Free film screening spotlights man’s journey from inmate to artist

Mar 12, 2024Gail Crutchfield
Master of Light

Artist George Anthony Morton is the subject of the documentary "Master of Light" to be screened Thursday, March 14, 2024, at Wallace State Community College.

Hanceville, AL — Wallace State Community College will present a free screening of the award-winning film “Master of Light” on Thursday, March 14 at 5:30 p.m., in the Recital Hall of the Burrow Center for the Fine and Performing Arts.

The film is the latest in a series of films in the Southern Circuit Tour of Independent Films to be shown at Wallace State. The final film will be shown on April 18.

Master of LightThe winner of the SXSW 2022 Documentary Feature Grand Jury Award, “Master of Light” highlights George Anthony Morton, a classical painter who spent 10 years in federal prison for dealing drugs. While incarcerated, he nurtured his craft and unique artistic ability. Since his release, he is doing everything he can to defy society’s uneven playing field and tackle the white-dominant art world, according to a synopsis of the film. Morton faces his demons when he returns to his hometown of Kansas City. He does so by painting his family members. Diving deeper into his soul with every brushstroke, Morton shines a bright light on racial injustice; on the intergenerational trauma that, inescapably, comes with it. What emerges is a deeply personal tour de force, and a powerful, positive portrait of an artist.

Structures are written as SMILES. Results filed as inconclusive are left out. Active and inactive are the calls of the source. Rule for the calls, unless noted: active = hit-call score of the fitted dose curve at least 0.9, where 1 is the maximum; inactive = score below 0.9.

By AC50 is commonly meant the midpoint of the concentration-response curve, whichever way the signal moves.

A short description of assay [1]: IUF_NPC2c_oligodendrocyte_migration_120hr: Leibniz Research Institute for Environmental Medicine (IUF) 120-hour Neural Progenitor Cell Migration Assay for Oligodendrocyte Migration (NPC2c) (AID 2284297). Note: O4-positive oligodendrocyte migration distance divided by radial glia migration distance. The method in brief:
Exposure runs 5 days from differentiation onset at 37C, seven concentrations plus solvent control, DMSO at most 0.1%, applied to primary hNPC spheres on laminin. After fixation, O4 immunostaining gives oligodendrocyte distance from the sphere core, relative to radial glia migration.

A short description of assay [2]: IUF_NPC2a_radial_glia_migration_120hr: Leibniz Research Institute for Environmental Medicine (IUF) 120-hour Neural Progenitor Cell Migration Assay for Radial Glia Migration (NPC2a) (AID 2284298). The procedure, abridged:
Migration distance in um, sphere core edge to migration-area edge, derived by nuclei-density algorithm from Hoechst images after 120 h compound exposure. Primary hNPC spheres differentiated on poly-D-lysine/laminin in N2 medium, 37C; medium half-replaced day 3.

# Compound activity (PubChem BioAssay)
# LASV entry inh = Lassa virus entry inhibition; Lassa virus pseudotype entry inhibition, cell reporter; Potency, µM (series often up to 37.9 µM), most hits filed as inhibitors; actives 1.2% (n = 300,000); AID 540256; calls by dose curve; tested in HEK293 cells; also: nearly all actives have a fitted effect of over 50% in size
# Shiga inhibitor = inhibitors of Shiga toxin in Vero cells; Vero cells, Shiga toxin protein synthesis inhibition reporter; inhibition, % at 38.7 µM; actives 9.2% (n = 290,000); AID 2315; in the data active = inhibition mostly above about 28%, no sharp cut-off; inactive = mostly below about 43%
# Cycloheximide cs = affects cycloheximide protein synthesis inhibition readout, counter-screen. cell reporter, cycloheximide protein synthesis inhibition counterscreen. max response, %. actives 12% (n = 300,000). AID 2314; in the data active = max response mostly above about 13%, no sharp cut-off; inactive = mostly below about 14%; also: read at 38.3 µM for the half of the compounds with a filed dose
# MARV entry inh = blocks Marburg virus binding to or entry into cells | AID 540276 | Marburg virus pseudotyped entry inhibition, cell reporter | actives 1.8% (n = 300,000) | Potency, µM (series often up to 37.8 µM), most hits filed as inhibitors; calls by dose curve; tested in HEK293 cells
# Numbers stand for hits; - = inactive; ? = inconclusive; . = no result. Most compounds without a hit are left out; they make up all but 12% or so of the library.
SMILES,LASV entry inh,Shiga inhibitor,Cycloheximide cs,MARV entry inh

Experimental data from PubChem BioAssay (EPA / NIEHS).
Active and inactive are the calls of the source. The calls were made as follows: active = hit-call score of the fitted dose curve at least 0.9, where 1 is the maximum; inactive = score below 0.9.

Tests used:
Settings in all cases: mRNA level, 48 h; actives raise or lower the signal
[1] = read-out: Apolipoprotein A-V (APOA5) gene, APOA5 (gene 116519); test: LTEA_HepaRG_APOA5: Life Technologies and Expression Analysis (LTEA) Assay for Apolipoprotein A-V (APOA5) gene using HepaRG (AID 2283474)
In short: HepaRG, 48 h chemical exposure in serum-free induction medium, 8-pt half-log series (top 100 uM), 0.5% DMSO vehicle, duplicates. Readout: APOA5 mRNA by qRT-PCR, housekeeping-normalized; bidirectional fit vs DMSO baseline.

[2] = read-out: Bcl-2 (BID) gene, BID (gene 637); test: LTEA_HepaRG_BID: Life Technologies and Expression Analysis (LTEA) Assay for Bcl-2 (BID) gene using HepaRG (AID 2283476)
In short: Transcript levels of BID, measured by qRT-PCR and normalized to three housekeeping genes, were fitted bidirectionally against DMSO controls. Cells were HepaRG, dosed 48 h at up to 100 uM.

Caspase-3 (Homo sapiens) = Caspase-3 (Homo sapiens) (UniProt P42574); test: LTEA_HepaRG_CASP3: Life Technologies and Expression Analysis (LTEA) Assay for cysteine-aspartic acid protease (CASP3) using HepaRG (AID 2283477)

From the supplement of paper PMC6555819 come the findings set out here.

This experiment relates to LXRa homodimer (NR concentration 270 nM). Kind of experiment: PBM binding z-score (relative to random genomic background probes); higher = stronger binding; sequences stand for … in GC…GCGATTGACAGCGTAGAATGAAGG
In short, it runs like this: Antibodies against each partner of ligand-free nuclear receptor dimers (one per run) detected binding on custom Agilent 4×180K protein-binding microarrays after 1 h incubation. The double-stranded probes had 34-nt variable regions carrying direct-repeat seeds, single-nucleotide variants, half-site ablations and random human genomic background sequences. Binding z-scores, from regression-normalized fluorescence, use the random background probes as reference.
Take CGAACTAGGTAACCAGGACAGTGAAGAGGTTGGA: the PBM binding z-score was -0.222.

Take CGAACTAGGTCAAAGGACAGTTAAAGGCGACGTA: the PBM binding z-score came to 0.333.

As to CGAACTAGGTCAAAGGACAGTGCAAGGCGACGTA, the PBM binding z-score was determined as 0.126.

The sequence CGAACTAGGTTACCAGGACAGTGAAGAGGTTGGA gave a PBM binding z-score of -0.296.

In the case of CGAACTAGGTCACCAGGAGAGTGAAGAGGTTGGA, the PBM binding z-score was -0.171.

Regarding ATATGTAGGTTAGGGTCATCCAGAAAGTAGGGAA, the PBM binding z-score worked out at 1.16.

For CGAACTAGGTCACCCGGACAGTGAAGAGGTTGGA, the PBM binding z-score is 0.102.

Morton is an Atlanta-based award-winning and internationally recognized artist, specializing in classical painting and drawing inspired by Classical-Realist tradition. His work has been featured in The New York Times and exhibited at Marking Time: Art in the Age of Mass Incarceration at MoMA PS1. Morton is a graduate of the prestigious Florence Academy of Art, and he established his own studio, Atelier South, with the mission of bringing Renaissance-based art to the Atlanta area. George has also led several trips to Egypt seeking the timeless principles and African origins of art and self-improvement.

The remaining film scheduled in the series is the documentary “Hollow Tree” on April 18 at 5:30 p.m., in the Auditorium of the James Bailey Center.

All films are free and open to the public. They are an extension of Wallace State’s Burrow Museum offerings in conjunction with Wallace State Student Engagement.

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